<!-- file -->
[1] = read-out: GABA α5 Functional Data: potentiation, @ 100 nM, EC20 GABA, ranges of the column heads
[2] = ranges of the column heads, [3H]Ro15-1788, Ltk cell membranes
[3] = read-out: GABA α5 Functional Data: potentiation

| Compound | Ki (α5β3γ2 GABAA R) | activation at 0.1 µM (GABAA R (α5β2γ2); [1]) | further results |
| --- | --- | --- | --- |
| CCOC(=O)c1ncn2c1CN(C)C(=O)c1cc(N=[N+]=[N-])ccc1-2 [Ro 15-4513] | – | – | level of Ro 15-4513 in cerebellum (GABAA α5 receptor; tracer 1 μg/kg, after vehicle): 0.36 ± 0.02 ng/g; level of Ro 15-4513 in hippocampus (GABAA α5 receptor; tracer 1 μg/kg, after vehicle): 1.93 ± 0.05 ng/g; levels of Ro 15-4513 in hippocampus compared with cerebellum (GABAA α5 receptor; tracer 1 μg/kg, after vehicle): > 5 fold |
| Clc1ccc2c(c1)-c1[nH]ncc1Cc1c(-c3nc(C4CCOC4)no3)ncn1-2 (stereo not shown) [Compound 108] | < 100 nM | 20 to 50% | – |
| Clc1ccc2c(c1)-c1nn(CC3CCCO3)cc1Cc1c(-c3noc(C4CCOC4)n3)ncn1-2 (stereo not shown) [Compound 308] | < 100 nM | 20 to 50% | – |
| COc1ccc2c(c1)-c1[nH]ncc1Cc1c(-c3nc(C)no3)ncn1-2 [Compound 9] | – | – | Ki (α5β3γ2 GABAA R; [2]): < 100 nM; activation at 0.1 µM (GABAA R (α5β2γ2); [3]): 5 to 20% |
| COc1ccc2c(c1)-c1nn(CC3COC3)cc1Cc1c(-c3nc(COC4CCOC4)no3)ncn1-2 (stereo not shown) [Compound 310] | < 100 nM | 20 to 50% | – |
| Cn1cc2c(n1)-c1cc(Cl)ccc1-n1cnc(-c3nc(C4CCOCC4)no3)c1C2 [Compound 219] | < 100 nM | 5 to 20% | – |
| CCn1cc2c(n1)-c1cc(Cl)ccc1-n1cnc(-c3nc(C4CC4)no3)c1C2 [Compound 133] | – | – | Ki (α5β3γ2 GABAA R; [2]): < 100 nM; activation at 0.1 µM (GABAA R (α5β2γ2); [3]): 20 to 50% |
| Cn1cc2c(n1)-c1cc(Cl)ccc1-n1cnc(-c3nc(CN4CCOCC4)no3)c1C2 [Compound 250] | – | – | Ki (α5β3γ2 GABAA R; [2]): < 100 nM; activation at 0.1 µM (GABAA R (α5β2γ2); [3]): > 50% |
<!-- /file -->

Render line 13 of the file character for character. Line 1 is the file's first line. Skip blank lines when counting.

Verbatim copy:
| Cn1cc2c(n1)-c1cc(Cl)ccc1-n1cnc(-c3nc(CN4CCOCC4)no3)c1C2 [Compound 250] | – | – | Ki (α5β3γ2 GABAA R; [2]): < 100 nM; activation at 0.1 µM (GABAA R (α5β2γ2); [3]): > 50% |